Lake Providence, Louisiana Finds New Hope from a ‘Good Samaritan’

Professional artists from Colorado begin painting scenes in a mural that's giving renewed confidence to Lake Providence, La.
Professional artists from Colorado begin painting scenes in a mural that’s giving renewed confidence to Lake Providence, La.

Like Israel’s king David who slew the Philistine giant Goliath with a sling and a stone, spiritual and civic forces in Lake Providence, Louisiana, are counting on words as weapons in the city’s battle with foes who’ve hurled verbal abuse for too long and too many times.

The words love, hope, believe, respect and others are uniquely uniting black and white citizens of the northeast Louisiana city against outsiders who’ve labeled their community the poorest and most unequal place in the United States with a national news magazine article and a cable television network documentary.

Lake Providence and its allies are fighting back with a medium of their own: A larger-than-life crossword puzzle and professionally painted scenes and symbols of life in the picturesque southern city surrounding a six-mile oxbow lake in East Carroll Parish.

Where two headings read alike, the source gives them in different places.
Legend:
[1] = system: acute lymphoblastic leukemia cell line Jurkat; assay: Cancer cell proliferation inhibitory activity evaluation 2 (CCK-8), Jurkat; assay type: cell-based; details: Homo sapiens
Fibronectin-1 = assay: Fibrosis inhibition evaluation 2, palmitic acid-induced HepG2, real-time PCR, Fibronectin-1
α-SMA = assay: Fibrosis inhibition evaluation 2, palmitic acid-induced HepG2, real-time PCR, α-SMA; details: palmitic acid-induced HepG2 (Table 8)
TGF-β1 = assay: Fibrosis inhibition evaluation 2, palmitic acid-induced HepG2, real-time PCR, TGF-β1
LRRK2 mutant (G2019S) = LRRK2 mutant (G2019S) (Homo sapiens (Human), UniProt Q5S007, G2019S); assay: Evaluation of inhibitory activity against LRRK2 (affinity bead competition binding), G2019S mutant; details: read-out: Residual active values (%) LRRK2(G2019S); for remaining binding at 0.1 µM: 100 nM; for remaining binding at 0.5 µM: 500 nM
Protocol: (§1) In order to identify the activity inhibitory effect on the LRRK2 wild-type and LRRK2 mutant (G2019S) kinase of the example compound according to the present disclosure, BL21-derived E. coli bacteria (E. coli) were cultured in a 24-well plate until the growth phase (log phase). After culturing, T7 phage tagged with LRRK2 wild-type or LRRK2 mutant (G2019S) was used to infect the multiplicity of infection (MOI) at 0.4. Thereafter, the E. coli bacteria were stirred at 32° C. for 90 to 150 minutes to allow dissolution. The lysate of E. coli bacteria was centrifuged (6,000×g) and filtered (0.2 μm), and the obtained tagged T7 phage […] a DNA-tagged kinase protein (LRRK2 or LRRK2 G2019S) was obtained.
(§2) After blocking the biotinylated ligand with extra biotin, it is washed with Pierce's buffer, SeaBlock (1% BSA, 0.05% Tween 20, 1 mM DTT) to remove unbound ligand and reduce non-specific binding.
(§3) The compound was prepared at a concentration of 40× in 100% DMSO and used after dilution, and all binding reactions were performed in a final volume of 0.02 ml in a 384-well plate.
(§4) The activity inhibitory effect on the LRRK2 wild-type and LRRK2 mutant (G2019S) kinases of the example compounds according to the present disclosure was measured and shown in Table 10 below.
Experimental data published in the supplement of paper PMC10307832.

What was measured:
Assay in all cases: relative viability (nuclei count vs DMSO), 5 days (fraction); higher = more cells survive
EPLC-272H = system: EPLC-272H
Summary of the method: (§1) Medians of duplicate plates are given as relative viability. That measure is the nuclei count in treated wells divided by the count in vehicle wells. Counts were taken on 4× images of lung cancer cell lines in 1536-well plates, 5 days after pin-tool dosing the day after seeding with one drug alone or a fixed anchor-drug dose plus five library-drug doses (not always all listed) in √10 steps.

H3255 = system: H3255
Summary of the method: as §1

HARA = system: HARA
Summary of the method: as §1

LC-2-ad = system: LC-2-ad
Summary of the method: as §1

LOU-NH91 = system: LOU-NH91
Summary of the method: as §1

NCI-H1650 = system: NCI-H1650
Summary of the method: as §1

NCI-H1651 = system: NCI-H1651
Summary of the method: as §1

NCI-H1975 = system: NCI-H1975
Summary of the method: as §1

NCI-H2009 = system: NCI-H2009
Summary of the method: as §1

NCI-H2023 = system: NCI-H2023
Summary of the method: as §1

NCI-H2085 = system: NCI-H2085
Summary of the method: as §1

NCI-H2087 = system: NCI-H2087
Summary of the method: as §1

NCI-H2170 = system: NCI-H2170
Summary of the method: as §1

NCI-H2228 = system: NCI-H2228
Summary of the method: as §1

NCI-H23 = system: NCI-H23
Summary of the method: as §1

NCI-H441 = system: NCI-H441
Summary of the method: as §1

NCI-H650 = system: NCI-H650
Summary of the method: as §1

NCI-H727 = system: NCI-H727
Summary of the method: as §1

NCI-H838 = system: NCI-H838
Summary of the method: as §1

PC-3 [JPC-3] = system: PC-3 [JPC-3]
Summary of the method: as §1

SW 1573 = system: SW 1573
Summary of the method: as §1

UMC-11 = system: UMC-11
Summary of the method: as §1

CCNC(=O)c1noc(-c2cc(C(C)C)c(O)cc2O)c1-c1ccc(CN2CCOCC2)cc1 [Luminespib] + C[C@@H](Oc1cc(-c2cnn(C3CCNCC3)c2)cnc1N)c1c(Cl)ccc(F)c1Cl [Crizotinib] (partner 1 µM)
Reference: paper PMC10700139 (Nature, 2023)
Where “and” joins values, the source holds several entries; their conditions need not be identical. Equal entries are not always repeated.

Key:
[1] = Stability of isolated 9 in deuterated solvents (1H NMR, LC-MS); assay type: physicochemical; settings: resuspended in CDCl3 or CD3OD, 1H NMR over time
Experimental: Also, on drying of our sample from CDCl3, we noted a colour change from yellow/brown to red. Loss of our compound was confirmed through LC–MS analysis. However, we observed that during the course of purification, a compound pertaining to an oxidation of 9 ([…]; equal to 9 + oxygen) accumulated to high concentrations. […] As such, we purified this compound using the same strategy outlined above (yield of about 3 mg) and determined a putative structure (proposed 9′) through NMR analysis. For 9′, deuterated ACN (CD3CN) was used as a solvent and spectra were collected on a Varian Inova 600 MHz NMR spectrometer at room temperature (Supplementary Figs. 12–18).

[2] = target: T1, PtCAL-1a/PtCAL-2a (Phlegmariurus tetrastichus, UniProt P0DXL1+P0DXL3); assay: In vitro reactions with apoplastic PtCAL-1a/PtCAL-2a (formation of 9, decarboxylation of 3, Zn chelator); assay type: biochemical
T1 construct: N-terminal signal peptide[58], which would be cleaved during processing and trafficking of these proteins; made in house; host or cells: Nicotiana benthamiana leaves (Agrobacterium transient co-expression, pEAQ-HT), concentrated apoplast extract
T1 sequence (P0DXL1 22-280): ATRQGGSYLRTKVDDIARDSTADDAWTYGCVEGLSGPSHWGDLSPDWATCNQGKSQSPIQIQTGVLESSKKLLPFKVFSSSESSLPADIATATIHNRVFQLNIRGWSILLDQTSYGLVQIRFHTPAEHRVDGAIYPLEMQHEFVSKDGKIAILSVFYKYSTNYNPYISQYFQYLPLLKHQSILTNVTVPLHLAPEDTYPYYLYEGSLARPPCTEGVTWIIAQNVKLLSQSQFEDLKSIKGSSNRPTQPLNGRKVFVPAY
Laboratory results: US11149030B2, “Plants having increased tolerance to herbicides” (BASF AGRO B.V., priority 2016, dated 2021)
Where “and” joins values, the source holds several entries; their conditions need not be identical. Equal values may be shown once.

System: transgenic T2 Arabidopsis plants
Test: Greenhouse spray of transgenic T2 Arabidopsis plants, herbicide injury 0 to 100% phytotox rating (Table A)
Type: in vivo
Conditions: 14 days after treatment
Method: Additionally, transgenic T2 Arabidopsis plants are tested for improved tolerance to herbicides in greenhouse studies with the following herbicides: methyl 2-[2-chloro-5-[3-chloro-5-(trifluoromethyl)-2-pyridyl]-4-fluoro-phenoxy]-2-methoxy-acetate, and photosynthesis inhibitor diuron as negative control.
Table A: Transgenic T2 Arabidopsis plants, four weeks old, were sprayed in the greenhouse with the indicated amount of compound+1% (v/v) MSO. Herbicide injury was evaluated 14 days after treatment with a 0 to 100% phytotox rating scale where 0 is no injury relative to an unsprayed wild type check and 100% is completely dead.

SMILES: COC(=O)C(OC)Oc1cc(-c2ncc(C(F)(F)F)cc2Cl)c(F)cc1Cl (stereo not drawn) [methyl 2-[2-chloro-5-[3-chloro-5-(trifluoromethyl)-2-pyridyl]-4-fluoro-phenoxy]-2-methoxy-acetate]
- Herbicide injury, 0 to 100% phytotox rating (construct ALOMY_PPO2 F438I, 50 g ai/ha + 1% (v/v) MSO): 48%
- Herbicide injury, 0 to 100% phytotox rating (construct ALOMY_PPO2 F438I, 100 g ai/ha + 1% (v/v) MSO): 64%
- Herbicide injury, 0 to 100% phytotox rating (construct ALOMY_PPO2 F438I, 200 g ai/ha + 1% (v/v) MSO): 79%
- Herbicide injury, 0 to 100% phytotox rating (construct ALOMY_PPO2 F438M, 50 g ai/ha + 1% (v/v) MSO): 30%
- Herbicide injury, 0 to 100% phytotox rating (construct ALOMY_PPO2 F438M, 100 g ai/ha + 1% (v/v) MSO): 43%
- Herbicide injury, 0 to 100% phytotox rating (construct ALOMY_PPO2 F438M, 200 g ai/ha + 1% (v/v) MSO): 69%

Not only are the words rallying cries for blacks and whites who are upper-, middle- and lower-income wage earners, but there are signs that the destiny of Lake Providence is brighter than the bad press its citizens have battled since 1994 when Time magazine infamously called the city America’s poorest.

One of Lake Providence’s allies is a Colorado businessman and church deacon whose army of missions-minded youth took a pre-emptive strike against the power of negative words in July 2013 when it completed the first phase of a giant mural consisting of 13 words in large block letters.

Four months later, a CNN report called East Carroll Parish America’s most unequal county, disappointing some Lake Providence citizens who say that the documentary ignored the city’s black and white middle-class families working in governments, schools, and healthcare.

The words vision, change, worth, respect, courage, forgive, unity, serve and impact form a giant word mural on a 90- by 20-foot wall. The large letters and words are inescapable to anybody walking or driving through downtown Lake Providence.

In between the words, professional artists began painting scenes from around the city, integrating them with the name Lake Providence in April 2014.

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Source: Crossmap.com | Steve Rees/Assist News

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